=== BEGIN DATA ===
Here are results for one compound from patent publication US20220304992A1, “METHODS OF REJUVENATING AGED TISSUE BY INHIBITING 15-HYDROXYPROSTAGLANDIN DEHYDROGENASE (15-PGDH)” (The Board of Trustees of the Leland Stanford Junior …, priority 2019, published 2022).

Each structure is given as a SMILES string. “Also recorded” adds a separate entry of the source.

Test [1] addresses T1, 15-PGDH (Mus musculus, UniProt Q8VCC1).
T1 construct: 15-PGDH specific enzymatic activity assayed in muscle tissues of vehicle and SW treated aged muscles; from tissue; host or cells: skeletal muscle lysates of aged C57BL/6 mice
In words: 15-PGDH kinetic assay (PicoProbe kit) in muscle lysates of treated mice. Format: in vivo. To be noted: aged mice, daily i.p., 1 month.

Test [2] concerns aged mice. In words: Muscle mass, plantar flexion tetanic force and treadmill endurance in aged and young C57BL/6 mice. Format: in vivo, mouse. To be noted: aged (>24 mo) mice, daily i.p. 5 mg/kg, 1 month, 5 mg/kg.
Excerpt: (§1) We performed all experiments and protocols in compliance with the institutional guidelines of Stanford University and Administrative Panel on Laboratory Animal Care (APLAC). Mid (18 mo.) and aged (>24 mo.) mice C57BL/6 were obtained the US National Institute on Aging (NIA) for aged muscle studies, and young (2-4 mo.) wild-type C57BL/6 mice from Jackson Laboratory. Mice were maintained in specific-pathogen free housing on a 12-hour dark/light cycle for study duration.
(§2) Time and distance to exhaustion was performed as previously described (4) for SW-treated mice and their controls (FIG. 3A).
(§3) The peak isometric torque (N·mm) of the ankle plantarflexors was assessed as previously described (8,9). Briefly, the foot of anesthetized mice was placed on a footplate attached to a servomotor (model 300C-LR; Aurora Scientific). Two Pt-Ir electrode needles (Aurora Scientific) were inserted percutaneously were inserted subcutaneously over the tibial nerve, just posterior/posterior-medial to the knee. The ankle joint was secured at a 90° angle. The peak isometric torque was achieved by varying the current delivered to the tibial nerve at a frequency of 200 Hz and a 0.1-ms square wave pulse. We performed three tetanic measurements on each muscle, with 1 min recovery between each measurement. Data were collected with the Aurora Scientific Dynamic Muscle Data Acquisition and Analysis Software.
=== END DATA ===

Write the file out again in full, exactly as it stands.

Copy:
Here are results for one compound from patent publication US20220304992A1, “METHODS OF REJUVENATING AGED TISSUE BY INHIBITING 15-HYDROXYPROSTAGLANDIN DEHYDROGENASE (15-PGDH)” (The Board of Trustees of the Leland Stanford Junior …, priority 2019, published 2022).

Each structure is given as a SMILES string. “Also recorded” adds a separate entry of the source.

Test [1] addresses T1, 15-PGDH (Mus musculus, UniProt Q8VCC1).
T1 construct: 15-PGDH specific enzymatic activity assayed in muscle tissues of vehicle and SW treated aged muscles; from tissue; host or cells: skeletal muscle lysates of aged C57BL/6 mice
In words: 15-PGDH kinetic assay (PicoProbe kit) in muscle lysates of treated mice. Format: in vivo. To be noted: aged mice, daily i.p., 1 month.

Test [2] concerns aged mice. In words: Muscle mass, plantar flexion tetanic force and treadmill endurance in aged and young C57BL/6 mice. Format: in vivo, mouse. To be noted: aged (>24 mo) mice, daily i.p. 5 mg/kg, 1 month, 5 mg/kg.
Excerpt: (§1) We performed all experiments and protocols in compliance with the institutional guidelines of Stanford University and Administrative Panel on Laboratory Animal Care (APLAC). Mid (18 mo.) and aged (>24 mo.) mice C57BL/6 were obtained the US National Institute on Aging (NIA) for aged muscle studies, and young (2-4 mo.) wild-type C57BL/6 mice from Jackson Laboratory. Mice were maintained in specific-pathogen free housing on a 12-hour dark/light cycle for study duration.
(§2) Time and distance to exhaustion was performed as previously described (4) for SW-treated mice and their controls (FIG. 3A).
(§3) The peak isometric torque (N·mm) of the ankle plantarflexors was assessed as previously described (8,9). Briefly, the foot of anesthetized mice was placed on a footplate attached to a servomotor (model 300C-LR; Aurora Scientific). Two Pt-Ir electrode needles (Aurora Scientific) were inserted percutaneously were inserted subcutaneously over the tibial nerve, just posterior/posterior-medial to the knee. The ankle joint was secured at a 90° angle. The peak isometric torque was achieved by varying the current delivered to the tibial nerve at a frequency of 200 Hz and a 0.1-ms square wave pulse. We performed three tetanic measurements on each muscle, with 1 min recovery between each measurement. Data were collected with the Aurora Scientific Dynamic Muscle Data Acquisition and Analysis Software.